3D Microelectrode Array for Microengineered Physiological Systems

  • Offers real-time, bioelectrical signal detection, stimulation and recording of neuronal cells within a customizable, microengineered physiological system environment
  • System can accommodate a tissue explant, a suspension of cells, a therapeutic compound, or a combination of these, as well as a neural architecture
  • System enables higher sample size processing with desirable in vivo information as outputs


Researchers at the University of Central Florida and Axosim Technologies, Inc. have developed a 3D microelectrode array for use in microengineered physiological systems that can detect multiple bioelectrical signals reliably in real time and up to a year. By enabling higher throughput, the invention supports the large-scale screening of therapeutic compounds.

Though traditional microengineered physiological systems provide in vivo information in an in vitro setting, the electrophysiological testing requires labor-intensive manual placement of stimulating and recording electrodes using micromanipulators. The process hampers the rate of testing compared to other higher throughput 2D multi-electrode array (MEA) systems. Additionally, conventional planar MEAs cannot capture signals that occur at a certain height when cultures mature to obtain a 3D form.

As a solution, microengineered physiological systems can be integrated with the UCF 3D microelectrode array to automate the process of stimulation, recording or both. Compared to 2D MEA platforms, the 3D electrodes enable a system to interrogate many diverse axonal fibers to realize population-based electrophysiological responses that are more akin to in vivo nerve tissue. It can also capture and analyze signals from thicker, mature tissues, which is especially important in neurological models on a chip. The microelectrode arrays can be used to study pathophysiological mechanisms of toxicity, disease, or any agent within any cell population or to study such effects on any aspect or component of a cell.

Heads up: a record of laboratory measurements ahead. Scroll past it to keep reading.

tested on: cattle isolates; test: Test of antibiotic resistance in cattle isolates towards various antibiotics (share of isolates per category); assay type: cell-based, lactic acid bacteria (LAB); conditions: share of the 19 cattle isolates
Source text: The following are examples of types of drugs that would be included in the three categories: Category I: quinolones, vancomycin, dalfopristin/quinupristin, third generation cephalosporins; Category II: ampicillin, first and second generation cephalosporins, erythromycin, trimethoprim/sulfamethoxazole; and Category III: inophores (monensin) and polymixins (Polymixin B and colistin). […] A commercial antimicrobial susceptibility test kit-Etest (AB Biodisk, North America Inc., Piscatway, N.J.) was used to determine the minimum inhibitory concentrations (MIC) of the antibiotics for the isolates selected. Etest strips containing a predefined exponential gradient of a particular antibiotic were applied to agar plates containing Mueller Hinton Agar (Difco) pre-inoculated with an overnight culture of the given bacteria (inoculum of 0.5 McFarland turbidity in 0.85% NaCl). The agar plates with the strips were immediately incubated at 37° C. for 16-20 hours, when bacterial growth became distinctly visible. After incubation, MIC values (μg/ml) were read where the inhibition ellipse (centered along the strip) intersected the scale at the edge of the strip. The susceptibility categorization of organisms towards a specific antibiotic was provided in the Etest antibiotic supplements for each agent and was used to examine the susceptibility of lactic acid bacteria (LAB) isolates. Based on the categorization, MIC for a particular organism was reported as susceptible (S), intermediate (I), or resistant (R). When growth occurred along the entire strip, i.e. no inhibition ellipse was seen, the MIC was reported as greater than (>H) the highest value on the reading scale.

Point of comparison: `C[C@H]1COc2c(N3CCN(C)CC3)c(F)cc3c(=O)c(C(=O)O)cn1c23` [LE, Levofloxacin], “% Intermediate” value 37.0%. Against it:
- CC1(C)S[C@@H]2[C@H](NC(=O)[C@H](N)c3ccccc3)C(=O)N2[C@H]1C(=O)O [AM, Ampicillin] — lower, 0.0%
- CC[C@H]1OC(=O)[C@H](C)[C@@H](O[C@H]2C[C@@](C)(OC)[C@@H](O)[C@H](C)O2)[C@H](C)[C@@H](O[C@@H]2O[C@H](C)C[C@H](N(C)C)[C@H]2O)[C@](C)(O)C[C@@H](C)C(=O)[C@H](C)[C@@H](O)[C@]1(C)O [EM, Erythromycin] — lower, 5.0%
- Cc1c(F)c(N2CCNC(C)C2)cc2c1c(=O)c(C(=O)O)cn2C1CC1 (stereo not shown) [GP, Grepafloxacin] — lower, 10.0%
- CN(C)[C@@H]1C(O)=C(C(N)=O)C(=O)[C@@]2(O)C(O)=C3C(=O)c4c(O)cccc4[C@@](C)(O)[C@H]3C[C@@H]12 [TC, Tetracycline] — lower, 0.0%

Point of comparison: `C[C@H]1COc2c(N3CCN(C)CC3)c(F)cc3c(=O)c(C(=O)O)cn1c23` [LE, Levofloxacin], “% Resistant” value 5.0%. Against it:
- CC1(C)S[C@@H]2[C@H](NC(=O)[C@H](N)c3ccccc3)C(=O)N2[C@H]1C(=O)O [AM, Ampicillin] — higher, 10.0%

Technical Details

The invention is a 3D microelectrode array and methods for fabricating it for use in a microengineered physiological system. It comprises a chip of biocompatible material that can maintain the viability of neuronal cells and can interface with standard commercial multichannel systems and standard commercial recording amplifiers. The chip can consist of at least one 2D electrode, one 3D electrode, or a combination. Complementary to the neural architecture, the array can include various regions, such as an axonal growth region, a ganglion region, a dendritic region, a synaptic region, and a spheroid region. The bioelectrical signals can be single action potentials, compound action potentials, high-frequency waves, low-frequency waves, or various combinations.

In one example application, a microelectrode design can be integrated into a 3D hydrogel environment, enabling rapid electrophysiological testing to study any contents of a cell. This includes organelles, subcellular organelles, cell cytoplasm, or structures within the cell membrane. Certain embodiments can be applied to study microtubules, chromosomes, DNA, RNA, mitochondria, ribosomes, Golgi apparatus, lysosomes, endoplasmic reticulum, vacuoles, or fragments of such items.

Partnering Opportunity

The research team is seeking partners for licensing and/or research collaboration.


  • Real-time detection, stimulation and recording of bioelectrical signals of neural cells and in combination with compound(s) within a microengineering physiological system
  • 3D Makerspace device microfabrication uses traditional technologies, as needed, and has been extended to include toolbox technologies such as 3D spin-cast insulation and electrospinning

Potential Applications

  • Bioelectronics and imaging
  • Neurological research
  • Pharmaceutical research
  • Cancer research

Contact Information

Name: Andrea Adkins

Email: Andrea.Adkins@ucf.edu

Phone: 407.823.0138